The European Parliament and the Council are now invited to approve the budgetary changes as quickly as possible, to make sure the money can go where the needs are the most pressing.

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Commission issues guidelines to protect critical European assets and technology in current crisis

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European Commission today issued guidelines to ensure a strong EU-wide approach to foreign investment screening in a time of public health crisis and related economic vulnerability. The aim is to preserve EU companies and critical assets, notably in areas such as health, medical research, biotechnology and infrastructures that are essential for our security and public order, without undermining the EU’s general openness to foreign investment.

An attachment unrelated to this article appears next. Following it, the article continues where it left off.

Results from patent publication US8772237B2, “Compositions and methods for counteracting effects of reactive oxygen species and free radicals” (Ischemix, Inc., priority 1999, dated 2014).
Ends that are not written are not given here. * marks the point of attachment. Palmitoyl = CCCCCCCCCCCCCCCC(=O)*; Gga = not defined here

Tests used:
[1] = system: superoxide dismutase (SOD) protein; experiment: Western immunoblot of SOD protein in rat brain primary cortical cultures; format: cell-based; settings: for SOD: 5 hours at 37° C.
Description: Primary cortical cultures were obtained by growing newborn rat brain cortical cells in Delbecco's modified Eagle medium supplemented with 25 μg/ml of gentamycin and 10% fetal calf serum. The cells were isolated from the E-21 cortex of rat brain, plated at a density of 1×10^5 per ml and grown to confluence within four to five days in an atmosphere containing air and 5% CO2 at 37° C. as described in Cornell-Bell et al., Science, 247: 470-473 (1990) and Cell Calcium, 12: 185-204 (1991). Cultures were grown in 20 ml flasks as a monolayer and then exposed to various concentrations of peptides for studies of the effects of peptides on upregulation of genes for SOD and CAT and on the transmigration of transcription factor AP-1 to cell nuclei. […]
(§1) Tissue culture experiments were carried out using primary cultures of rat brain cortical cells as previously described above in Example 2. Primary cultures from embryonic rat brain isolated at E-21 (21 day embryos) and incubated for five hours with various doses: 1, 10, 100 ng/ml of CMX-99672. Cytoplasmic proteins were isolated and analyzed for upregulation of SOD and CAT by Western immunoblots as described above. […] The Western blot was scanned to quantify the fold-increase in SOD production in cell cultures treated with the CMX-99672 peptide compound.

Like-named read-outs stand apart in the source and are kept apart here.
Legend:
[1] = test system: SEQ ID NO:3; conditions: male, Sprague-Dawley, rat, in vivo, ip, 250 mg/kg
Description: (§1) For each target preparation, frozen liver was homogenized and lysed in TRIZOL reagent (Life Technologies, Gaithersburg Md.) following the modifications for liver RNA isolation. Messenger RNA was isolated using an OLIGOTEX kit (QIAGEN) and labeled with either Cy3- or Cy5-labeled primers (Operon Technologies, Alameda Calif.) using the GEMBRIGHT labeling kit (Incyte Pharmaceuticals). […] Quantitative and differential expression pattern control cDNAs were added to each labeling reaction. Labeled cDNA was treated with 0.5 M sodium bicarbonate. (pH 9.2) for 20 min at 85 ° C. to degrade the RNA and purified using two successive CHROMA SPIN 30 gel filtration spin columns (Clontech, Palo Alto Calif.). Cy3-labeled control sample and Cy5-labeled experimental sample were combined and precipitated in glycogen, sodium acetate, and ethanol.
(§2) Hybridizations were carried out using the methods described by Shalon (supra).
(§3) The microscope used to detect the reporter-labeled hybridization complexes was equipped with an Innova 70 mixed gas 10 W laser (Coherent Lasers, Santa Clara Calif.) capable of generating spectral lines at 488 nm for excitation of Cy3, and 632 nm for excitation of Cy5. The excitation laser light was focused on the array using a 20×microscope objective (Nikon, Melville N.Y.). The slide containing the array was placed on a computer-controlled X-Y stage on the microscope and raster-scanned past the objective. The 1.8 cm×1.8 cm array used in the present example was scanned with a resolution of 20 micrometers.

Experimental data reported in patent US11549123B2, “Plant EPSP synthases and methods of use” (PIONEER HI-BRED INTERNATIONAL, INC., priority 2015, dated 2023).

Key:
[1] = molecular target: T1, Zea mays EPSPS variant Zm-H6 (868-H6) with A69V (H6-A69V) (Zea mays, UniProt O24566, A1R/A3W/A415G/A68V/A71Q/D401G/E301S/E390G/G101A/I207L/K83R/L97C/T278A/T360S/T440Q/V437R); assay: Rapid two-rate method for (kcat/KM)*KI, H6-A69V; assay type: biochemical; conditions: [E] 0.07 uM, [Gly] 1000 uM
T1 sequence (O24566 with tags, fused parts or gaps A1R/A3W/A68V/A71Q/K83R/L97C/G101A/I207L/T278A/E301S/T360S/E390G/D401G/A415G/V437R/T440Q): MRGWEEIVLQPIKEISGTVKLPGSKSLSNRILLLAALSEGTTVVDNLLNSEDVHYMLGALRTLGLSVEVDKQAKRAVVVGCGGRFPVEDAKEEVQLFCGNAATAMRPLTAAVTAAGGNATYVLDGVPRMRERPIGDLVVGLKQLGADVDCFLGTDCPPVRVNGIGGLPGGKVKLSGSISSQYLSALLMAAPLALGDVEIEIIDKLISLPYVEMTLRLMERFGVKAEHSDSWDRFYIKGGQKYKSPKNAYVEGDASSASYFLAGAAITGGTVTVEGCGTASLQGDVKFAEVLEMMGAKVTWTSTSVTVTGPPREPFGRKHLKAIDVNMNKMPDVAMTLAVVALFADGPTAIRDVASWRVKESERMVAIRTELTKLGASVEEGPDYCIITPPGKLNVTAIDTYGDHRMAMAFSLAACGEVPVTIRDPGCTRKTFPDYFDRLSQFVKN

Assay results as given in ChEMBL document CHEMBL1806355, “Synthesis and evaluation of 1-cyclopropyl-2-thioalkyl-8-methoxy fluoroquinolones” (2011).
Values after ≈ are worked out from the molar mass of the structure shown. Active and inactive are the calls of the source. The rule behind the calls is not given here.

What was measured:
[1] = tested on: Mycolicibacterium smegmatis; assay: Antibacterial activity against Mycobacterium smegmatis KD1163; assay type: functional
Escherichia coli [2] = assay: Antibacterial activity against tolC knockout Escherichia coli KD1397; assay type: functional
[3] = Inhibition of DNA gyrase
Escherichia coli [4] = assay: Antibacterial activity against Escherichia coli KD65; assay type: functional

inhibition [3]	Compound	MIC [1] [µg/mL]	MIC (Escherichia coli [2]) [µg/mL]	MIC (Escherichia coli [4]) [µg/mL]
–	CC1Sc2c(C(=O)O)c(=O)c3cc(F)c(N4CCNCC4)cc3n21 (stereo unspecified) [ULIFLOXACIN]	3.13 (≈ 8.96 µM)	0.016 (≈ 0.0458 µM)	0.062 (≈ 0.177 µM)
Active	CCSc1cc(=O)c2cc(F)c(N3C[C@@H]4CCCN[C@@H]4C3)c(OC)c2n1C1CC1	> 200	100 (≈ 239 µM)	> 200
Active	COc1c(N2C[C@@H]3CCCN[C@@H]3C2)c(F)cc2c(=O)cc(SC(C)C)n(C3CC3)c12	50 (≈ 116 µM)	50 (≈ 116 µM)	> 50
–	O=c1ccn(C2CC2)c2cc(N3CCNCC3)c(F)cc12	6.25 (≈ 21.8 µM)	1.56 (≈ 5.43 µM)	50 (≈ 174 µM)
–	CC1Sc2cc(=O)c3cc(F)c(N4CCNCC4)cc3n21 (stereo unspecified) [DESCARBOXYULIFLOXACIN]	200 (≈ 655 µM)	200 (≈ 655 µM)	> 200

President of the European Commission Ursula von der Leyen said: “If we want Europe to emerge from this crisis as strong as we entered it, then we must take precautionary measures now. As in any crisis, when our industrial and corporate assets can be under stress, we need to protect our security and economic sovereignty. We have the tools to deal with this situation under European and national law and I want to urge Member States to make full use of them. The EU is and will remain an open market for foreign direct investment. But this openness is not unconditional.”